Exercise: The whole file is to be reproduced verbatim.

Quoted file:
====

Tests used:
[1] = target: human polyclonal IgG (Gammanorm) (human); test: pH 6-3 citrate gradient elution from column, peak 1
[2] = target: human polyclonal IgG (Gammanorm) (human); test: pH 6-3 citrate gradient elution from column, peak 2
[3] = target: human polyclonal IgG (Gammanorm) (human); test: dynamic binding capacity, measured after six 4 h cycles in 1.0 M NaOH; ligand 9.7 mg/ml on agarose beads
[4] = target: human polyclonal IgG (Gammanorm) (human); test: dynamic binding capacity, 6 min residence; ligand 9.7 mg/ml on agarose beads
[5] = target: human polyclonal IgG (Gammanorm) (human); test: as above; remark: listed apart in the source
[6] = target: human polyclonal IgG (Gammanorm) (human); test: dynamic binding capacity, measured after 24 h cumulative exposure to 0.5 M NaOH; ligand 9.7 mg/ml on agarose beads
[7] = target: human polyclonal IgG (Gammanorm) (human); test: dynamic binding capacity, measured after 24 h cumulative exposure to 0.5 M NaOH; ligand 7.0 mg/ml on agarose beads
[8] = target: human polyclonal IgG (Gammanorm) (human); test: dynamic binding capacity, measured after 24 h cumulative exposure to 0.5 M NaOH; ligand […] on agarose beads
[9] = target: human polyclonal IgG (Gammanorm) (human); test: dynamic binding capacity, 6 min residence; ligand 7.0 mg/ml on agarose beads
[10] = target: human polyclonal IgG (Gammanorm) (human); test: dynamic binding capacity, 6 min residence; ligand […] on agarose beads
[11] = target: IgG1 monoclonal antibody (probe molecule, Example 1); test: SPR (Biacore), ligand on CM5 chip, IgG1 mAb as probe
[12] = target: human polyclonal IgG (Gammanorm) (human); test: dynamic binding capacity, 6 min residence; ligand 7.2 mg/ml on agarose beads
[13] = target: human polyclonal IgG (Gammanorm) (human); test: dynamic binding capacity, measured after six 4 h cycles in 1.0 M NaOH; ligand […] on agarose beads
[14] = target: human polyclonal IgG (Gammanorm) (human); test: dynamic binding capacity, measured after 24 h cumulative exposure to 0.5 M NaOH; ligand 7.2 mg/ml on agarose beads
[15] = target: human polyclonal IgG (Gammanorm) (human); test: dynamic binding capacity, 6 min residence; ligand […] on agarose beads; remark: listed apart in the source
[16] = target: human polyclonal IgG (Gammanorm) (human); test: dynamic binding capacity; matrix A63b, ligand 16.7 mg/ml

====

Tests used:
[1] = target: human polyclonal IgG (Gammanorm) (human); test: pH 6-3 citrate gradient elution from column, peak 1
[2] = target: human polyclonal IgG (Gammanorm) (human); test: pH 6-3 citrate gradient elution from column, peak 2
[3] = target: human polyclonal IgG (Gammanorm) (human); test: dynamic binding capacity, measured after six 4 h cycles in 1.0 M NaOH; ligand 9.7 mg/ml on agarose beads
[4] = target: human polyclonal IgG (Gammanorm) (human); test: dynamic binding capacity, 6 min residence; ligand 9.7 mg/ml on agarose beads
[5] = target: human polyclonal IgG (Gammanorm) (human); test: as above; remark: listed apart in the source
[6] = target: human polyclonal IgG (Gammanorm) (human); test: dynamic binding capacity, measured after 24 h cumulative exposure to 0.5 M NaOH; ligand 9.7 mg/ml on agarose beads
[7] = target: human polyclonal IgG (Gammanorm) (human); test: dynamic binding capacity, measured after 24 h cumulative exposure to 0.5 M NaOH; ligand 7.0 mg/ml on agarose beads
[8] = target: human polyclonal IgG (Gammanorm) (human); test: dynamic binding capacity, measured after 24 h cumulative exposure to 0.5 M NaOH; ligand […] on agarose beads
[9] = target: human polyclonal IgG (Gammanorm) (human); test: dynamic binding capacity, 6 min residence; ligand 7.0 mg/ml on agarose beads
[10] = target: human polyclonal IgG (Gammanorm) (human); test: dynamic binding capacity, 6 min residence; ligand […] on agarose beads
[11] = target: IgG1 monoclonal antibody (probe molecule, Example 1); test: SPR (Biacore), ligand on CM5 chip, IgG1 mAb as probe
[12] = target: human polyclonal IgG (Gammanorm) (human); test: dynamic binding capacity, 6 min residence; ligand 7.2 mg/ml on agarose beads
[13] = target: human polyclonal IgG (Gammanorm) (human); test: dynamic binding capacity, measured after six 4 h cycles in 1.0 M NaOH; ligand […] on agarose beads
[14] = target: human polyclonal IgG (Gammanorm) (human); test: dynamic binding capacity, measured after 24 h cumulative exposure to 0.5 M NaOH; ligand 7.2 mg/ml on agarose beads
[15] = target: human polyclonal IgG (Gammanorm) (human); test: dynamic binding capacity, 6 min residence; ligand […] on agarose beads; remark: listed apart in the source
[16] = target: human polyclonal IgG (Gammanorm) (human); test: dynamic binding capacity; matrix A63b, ligand 16.7 mg/ml